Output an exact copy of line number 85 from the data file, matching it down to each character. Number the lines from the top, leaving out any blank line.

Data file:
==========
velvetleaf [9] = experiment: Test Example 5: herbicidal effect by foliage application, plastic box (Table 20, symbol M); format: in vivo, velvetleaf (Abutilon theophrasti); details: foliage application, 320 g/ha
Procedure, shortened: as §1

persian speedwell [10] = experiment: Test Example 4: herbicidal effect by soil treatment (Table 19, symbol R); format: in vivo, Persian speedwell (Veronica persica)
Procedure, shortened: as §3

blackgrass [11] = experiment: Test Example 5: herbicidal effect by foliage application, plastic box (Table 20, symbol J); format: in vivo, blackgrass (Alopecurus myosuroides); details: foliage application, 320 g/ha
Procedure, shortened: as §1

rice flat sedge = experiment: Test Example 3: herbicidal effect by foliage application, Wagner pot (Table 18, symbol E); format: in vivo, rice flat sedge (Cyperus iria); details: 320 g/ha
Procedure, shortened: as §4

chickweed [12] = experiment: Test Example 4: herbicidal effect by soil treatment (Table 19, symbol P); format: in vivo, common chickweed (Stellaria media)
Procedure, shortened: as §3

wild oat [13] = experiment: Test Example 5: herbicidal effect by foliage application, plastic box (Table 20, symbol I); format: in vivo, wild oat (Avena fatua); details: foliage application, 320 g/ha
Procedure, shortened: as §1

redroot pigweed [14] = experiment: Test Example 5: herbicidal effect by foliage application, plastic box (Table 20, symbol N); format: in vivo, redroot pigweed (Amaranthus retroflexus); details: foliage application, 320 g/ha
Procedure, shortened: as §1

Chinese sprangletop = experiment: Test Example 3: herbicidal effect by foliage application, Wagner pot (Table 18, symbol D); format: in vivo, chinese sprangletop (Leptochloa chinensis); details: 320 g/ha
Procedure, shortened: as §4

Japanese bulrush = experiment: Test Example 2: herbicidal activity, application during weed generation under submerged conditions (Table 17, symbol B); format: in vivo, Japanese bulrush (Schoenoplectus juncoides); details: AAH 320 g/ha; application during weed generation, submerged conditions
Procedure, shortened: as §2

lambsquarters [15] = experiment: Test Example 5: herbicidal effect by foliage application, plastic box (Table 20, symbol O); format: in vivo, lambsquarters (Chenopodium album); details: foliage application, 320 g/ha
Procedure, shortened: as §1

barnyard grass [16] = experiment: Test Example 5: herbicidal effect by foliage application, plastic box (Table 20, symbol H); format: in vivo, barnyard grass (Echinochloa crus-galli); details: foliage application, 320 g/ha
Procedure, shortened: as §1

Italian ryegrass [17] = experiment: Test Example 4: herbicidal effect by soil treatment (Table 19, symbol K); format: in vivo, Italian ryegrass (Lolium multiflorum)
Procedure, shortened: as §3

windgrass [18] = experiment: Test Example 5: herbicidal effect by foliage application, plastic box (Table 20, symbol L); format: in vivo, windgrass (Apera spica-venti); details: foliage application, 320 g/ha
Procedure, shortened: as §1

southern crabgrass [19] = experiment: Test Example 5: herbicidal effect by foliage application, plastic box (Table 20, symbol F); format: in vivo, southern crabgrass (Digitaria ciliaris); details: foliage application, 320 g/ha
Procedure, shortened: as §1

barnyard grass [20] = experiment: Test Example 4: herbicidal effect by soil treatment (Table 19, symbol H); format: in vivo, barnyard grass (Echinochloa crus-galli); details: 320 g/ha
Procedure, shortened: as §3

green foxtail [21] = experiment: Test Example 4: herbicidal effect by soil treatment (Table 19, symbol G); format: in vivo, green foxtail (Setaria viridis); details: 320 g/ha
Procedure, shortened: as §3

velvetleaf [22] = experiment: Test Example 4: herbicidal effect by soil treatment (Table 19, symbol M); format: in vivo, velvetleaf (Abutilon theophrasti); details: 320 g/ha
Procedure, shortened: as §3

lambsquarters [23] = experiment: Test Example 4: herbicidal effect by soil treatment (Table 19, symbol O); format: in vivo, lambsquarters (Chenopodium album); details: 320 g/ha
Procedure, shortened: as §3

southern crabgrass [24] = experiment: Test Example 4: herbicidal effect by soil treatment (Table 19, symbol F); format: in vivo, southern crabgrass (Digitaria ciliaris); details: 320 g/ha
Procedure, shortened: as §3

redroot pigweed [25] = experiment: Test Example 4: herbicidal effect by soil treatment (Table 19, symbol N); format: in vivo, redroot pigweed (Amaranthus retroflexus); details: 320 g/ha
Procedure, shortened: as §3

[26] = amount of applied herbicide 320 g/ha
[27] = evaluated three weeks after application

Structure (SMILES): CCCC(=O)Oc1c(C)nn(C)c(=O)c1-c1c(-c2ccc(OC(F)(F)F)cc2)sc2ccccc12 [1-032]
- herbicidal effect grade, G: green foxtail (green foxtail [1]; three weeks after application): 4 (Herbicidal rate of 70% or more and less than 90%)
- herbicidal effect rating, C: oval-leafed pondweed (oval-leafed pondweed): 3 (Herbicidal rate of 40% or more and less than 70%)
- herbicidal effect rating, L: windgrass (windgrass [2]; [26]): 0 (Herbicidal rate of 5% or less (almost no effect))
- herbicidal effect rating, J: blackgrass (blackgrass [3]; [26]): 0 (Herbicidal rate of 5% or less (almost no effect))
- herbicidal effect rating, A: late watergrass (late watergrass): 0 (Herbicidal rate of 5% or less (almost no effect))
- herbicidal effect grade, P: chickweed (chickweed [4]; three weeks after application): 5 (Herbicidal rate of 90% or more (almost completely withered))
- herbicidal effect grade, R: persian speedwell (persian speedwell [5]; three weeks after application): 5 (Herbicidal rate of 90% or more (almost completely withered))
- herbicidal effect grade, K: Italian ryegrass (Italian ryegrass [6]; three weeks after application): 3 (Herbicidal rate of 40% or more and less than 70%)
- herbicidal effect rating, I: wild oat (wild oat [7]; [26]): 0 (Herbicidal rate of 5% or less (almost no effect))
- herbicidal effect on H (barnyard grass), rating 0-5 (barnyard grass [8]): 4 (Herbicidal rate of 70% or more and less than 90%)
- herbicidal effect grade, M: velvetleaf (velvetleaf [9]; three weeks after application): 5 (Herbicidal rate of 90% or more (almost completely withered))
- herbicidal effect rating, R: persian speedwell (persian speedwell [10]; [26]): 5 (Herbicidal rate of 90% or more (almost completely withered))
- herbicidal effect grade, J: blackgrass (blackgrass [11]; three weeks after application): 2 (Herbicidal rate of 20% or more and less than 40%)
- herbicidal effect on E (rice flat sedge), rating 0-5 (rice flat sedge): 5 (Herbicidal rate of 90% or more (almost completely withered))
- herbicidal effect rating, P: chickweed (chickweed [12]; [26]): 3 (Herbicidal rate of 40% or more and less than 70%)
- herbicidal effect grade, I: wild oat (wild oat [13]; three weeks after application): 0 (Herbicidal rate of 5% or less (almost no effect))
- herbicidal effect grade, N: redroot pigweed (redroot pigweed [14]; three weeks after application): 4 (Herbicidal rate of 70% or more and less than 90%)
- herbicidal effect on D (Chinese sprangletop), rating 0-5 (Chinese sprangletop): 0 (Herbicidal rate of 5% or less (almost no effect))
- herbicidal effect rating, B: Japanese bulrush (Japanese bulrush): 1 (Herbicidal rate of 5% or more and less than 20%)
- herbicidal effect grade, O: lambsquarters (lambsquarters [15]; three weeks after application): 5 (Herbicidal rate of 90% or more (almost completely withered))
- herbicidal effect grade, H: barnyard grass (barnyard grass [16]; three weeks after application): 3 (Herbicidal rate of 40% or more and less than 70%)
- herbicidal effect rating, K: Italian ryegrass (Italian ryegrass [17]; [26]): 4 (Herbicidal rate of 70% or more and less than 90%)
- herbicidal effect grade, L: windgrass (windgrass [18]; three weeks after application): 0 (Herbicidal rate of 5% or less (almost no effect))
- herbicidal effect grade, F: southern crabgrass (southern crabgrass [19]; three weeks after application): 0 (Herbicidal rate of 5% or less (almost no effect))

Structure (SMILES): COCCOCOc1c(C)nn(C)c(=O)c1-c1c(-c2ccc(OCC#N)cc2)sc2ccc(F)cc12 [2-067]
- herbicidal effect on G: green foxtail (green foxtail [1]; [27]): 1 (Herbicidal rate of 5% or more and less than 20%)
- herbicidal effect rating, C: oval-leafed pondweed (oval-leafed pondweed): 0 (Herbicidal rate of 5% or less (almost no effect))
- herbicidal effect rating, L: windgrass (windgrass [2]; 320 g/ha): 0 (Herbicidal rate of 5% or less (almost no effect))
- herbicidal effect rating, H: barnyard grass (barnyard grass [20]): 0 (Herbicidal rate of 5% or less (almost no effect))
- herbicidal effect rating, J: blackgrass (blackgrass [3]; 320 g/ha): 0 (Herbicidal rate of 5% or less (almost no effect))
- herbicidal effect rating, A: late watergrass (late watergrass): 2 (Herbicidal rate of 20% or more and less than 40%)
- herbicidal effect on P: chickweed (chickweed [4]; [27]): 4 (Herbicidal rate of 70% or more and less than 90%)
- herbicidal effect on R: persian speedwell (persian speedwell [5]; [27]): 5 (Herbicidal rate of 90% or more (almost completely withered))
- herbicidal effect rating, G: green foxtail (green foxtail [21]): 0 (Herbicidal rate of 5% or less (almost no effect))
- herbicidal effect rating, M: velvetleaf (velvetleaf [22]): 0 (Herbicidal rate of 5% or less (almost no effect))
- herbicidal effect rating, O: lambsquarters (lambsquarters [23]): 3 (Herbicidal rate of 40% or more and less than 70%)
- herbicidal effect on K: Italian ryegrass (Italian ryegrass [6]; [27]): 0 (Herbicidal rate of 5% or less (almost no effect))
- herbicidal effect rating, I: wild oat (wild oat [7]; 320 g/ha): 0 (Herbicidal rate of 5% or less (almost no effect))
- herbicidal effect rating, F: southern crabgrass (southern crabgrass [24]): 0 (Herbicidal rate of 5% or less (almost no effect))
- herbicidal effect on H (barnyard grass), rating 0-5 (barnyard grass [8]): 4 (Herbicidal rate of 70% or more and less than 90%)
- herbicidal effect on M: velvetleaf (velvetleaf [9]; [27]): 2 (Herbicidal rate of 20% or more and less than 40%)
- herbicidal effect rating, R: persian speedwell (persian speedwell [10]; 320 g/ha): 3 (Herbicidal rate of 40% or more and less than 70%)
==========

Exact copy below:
- herbicidal effect rating, R: persian speedwell (persian speedwell [10]; 320 g/ha): 3 (Herbicidal rate of 40% or more and less than 70%)